If someone were to research every published sermon by American rabbis on this week’s Torah portion, Behar, I would be willing to wager that the most common verse cited in these sermons would be Leviticus 25:9. “You shall proclaim freedom throughout the land for all its inhabitants.” After all, that’s the Scriptural passage that appears on the Liberty Bell in Philadelphia. What could be a greater testament to the compatibility of the Bible and America, since both trumpet the principle of liberty?
Of course, few subjects divide Americans more than the nature of the relationship between American political doctrine and religion. This tension surfaces every so often in national debates about a host of topics. How compatible are American principles and religion? For us, the question is more specific: how can a commitment to Jewish law be reconciled with the core Western principle of freedom?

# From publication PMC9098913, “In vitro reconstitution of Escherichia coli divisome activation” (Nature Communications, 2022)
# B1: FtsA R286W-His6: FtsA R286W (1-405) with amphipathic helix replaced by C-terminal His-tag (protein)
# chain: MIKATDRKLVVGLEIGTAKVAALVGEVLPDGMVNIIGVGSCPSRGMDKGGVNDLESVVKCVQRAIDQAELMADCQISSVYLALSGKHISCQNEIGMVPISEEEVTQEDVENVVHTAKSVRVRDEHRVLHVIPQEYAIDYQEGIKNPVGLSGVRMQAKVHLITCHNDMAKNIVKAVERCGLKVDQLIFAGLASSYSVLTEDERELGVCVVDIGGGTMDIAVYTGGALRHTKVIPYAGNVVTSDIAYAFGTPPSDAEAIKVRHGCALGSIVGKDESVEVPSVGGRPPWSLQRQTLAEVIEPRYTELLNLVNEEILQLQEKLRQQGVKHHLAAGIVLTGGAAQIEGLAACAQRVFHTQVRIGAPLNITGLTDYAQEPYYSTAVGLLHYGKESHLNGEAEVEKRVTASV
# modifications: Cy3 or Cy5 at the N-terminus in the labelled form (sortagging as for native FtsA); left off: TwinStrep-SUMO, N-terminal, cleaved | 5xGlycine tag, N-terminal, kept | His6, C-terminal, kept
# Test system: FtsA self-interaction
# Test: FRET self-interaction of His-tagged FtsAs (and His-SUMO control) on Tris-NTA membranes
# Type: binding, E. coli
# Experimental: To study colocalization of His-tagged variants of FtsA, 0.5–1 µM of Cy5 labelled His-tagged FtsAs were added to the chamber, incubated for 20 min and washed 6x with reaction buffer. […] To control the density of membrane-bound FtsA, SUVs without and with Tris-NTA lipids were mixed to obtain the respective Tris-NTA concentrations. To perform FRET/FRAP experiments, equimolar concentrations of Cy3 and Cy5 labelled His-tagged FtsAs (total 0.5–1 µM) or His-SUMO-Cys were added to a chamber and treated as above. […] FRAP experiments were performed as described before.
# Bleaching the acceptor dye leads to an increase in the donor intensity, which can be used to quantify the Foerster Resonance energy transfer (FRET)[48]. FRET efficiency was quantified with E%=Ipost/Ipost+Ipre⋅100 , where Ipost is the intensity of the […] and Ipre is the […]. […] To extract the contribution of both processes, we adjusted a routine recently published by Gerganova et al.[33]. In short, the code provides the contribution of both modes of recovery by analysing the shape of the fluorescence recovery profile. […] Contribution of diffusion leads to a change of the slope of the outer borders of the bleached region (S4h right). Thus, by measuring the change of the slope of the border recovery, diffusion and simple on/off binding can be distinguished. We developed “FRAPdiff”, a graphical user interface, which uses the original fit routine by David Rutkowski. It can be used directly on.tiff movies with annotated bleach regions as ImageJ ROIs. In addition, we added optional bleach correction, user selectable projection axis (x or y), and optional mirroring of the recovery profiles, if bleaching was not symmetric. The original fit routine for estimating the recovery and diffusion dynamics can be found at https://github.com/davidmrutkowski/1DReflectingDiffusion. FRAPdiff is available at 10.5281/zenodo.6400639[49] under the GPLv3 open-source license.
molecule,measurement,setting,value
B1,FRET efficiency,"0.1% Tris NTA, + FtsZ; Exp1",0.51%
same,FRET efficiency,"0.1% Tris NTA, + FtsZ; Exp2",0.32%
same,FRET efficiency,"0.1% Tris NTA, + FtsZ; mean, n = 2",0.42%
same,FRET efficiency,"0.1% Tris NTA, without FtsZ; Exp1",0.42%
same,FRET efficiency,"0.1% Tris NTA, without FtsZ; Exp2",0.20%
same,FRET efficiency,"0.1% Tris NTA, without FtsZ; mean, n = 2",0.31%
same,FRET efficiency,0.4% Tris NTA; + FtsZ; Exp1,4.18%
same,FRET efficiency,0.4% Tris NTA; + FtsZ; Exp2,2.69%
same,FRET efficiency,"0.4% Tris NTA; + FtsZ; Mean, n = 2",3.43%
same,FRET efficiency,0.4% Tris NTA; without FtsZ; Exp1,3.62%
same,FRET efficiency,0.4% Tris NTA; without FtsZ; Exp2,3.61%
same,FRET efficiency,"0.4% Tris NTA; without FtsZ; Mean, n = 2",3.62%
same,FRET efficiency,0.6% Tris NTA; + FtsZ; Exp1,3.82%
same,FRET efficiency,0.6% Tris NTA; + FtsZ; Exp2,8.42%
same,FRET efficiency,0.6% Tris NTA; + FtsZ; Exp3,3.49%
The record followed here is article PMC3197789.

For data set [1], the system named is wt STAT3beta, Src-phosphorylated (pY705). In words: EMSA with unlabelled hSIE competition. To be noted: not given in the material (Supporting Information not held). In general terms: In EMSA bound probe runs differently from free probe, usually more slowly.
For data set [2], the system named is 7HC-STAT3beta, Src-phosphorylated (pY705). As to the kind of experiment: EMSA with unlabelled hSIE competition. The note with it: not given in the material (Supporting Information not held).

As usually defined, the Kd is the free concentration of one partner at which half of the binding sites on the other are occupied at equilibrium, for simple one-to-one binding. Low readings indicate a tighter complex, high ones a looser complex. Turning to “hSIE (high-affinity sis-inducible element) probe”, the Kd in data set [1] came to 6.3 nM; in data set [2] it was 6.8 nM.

Here’s one such example of the tension. Before it was amended in the Declaration of Independence, John Locke’s “social contract” theory was based on a person’s natural rights to “life, liberty, and the pursuit of property.” Now consider Leviticus 25, that paragon of liberty: “But the land too must not be sold beyond reclaim, for the land is Mine; you are but strangers resident with Me” (25:23).
The musical Rent came to the conclusion that “You’re what you own.”The Biblical premise is that we own absolutely nothing! What are some of the implications of this tension for Jews in America? On the Shabbat of Memorial Day weekend, this is a worthwhile subject to explore!
Wishing you a Shabbat Shalom,